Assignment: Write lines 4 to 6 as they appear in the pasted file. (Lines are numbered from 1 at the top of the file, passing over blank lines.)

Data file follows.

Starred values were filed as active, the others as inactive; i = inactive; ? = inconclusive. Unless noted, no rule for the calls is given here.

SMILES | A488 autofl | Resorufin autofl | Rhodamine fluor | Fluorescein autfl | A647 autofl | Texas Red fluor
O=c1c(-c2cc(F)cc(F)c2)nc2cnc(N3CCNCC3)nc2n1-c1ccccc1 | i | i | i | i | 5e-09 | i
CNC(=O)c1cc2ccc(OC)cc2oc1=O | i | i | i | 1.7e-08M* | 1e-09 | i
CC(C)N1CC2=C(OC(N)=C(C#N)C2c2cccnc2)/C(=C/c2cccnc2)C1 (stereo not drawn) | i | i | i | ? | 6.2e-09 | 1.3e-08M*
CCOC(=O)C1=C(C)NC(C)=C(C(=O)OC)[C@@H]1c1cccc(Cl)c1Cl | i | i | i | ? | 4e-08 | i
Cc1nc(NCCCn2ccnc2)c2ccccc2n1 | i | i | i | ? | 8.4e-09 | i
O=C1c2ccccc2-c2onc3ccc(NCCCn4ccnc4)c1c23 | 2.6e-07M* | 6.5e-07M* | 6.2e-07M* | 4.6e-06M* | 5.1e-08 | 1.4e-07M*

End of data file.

CNC(=O)c1cc2ccc(OC)cc2oc1=O | i | i | i | 1.7e-08M* | 1e-09 | i
CC(C)N1CC2=C(OC(N)=C(C#N)C2c2cccnc2)/C(=C/c2cccnc2)C1 (stereo not drawn) | i | i | i | ? | 6.2e-09 | 1.3e-08M*
CCOC(=O)C1=C(C)NC(C)=C(C(=O)OC)[C@@H]1c1cccc(Cl)c1Cl | i | i | i | ? | 4e-08 | i